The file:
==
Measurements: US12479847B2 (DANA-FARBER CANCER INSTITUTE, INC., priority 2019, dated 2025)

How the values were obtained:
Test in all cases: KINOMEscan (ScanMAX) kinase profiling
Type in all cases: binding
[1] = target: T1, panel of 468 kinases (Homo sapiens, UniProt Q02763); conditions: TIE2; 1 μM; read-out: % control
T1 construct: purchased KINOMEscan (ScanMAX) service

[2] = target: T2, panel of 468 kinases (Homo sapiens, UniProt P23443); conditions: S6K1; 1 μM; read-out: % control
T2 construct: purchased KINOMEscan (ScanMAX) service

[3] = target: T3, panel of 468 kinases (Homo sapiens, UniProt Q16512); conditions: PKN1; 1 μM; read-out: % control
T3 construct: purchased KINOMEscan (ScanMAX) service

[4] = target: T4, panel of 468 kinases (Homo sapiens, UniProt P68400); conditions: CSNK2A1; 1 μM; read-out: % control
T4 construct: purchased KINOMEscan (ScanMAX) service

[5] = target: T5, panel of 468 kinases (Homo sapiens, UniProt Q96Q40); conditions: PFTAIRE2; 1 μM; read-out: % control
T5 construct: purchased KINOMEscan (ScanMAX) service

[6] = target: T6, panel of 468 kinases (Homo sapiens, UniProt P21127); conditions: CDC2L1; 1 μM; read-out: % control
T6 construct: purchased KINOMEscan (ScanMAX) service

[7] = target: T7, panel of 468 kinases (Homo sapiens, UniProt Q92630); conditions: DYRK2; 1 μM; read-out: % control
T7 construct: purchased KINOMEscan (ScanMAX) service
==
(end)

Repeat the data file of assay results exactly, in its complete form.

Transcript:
Measurements: US12479847B2 (DANA-FARBER CANCER INSTITUTE, INC., priority 2019, dated 2025)

How the values were obtained:
Test in all cases: KINOMEscan (ScanMAX) kinase profiling
Type in all cases: binding
[1] = target: T1, panel of 468 kinases (Homo sapiens, UniProt Q02763); conditions: TIE2; 1 μM; read-out: % control
T1 construct: purchased KINOMEscan (ScanMAX) service

[2] = target: T2, panel of 468 kinases (Homo sapiens, UniProt P23443); conditions: S6K1; 1 μM; read-out: % control
T2 construct: purchased KINOMEscan (ScanMAX) service

[3] = target: T3, panel of 468 kinases (Homo sapiens, UniProt Q16512); conditions: PKN1; 1 μM; read-out: % control
T3 construct: purchased KINOMEscan (ScanMAX) service

[4] = target: T4, panel of 468 kinases (Homo sapiens, UniProt P68400); conditions: CSNK2A1; 1 μM; read-out: % control
T4 construct: purchased KINOMEscan (ScanMAX) service

[5] = target: T5, panel of 468 kinases (Homo sapiens, UniProt Q96Q40); conditions: PFTAIRE2; 1 μM; read-out: % control
T5 construct: purchased KINOMEscan (ScanMAX) service

[6] = target: T6, panel of 468 kinases (Homo sapiens, UniProt P21127); conditions: CDC2L1; 1 μM; read-out: % control
T6 construct: purchased KINOMEscan (ScanMAX) service

[7] = target: T7, panel of 468 kinases (Homo sapiens, UniProt Q92630); conditions: DYRK2; 1 μM; read-out: % control
T7 construct: purchased KINOMEscan (ScanMAX) service